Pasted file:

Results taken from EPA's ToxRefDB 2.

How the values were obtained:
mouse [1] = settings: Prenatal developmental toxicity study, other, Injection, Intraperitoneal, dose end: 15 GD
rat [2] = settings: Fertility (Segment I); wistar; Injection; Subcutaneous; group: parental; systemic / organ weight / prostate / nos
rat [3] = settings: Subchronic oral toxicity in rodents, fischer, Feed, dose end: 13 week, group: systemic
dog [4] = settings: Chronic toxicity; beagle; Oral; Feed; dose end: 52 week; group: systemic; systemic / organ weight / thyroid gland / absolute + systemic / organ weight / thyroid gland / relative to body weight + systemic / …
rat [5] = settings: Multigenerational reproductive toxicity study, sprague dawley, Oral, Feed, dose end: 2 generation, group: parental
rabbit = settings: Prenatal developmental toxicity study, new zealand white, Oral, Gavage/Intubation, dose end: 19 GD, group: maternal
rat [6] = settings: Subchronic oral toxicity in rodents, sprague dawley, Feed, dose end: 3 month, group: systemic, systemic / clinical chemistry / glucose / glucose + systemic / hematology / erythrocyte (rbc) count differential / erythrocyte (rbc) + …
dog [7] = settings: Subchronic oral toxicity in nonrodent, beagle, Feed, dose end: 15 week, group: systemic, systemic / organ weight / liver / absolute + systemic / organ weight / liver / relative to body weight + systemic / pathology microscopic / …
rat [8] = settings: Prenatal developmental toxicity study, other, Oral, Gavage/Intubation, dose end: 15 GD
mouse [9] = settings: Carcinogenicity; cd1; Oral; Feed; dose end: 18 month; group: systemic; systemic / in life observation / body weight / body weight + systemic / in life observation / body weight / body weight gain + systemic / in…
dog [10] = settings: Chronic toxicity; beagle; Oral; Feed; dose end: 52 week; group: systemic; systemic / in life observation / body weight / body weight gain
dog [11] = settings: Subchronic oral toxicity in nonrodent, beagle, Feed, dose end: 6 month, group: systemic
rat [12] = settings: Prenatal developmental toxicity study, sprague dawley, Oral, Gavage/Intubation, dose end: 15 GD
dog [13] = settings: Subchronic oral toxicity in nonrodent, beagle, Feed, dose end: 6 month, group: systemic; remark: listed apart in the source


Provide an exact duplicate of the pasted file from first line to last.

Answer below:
Results taken from EPA's ToxRefDB 2.

How the values were obtained:
mouse [1] = settings: Prenatal developmental toxicity study, other, Injection, Intraperitoneal, dose end: 15 GD
rat [2] = settings: Fertility (Segment I); wistar; Injection; Subcutaneous; group: parental; systemic / organ weight / prostate / nos
rat [3] = settings: Subchronic oral toxicity in rodents, fischer, Feed, dose end: 13 week, group: systemic
dog [4] = settings: Chronic toxicity; beagle; Oral; Feed; dose end: 52 week; group: systemic; systemic / organ weight / thyroid gland / absolute + systemic / organ weight / thyroid gland / relative to body weight + systemic / …
rat [5] = settings: Multigenerational reproductive toxicity study, sprague dawley, Oral, Feed, dose end: 2 generation, group: parental
rabbit = settings: Prenatal developmental toxicity study, new zealand white, Oral, Gavage/Intubation, dose end: 19 GD, group: maternal
rat [6] = settings: Subchronic oral toxicity in rodents, sprague dawley, Feed, dose end: 3 month, group: systemic, systemic / clinical chemistry / glucose / glucose + systemic / hematology / erythrocyte (rbc) count differential / erythrocyte (rbc) + …
dog [7] = settings: Subchronic oral toxicity in nonrodent, beagle, Feed, dose end: 15 week, group: systemic, systemic / organ weight / liver / absolute + systemic / organ weight / liver / relative to body weight + systemic / pathology microscopic / …
rat [8] = settings: Prenatal developmental toxicity study, other, Oral, Gavage/Intubation, dose end: 15 GD
mouse [9] = settings: Carcinogenicity; cd1; Oral; Feed; dose end: 18 month; group: systemic; systemic / in life observation / body weight / body weight + systemic / in life observation / body weight / body weight gain + systemic / in…
dog [10] = settings: Chronic toxicity; beagle; Oral; Feed; dose end: 52 week; group: systemic; systemic / in life observation / body weight / body weight gain
dog [11] = settings: Subchronic oral toxicity in nonrodent, beagle, Feed, dose end: 6 month, group: systemic
rat [12] = settings: Prenatal developmental toxicity study, sprague dawley, Oral, Gavage/Intubation, dose end: 15 GD
dog [13] = settings: Subchronic oral toxicity in nonrodent, beagle, Feed, dose end: 6 month, group: systemic; remark: listed apart in the source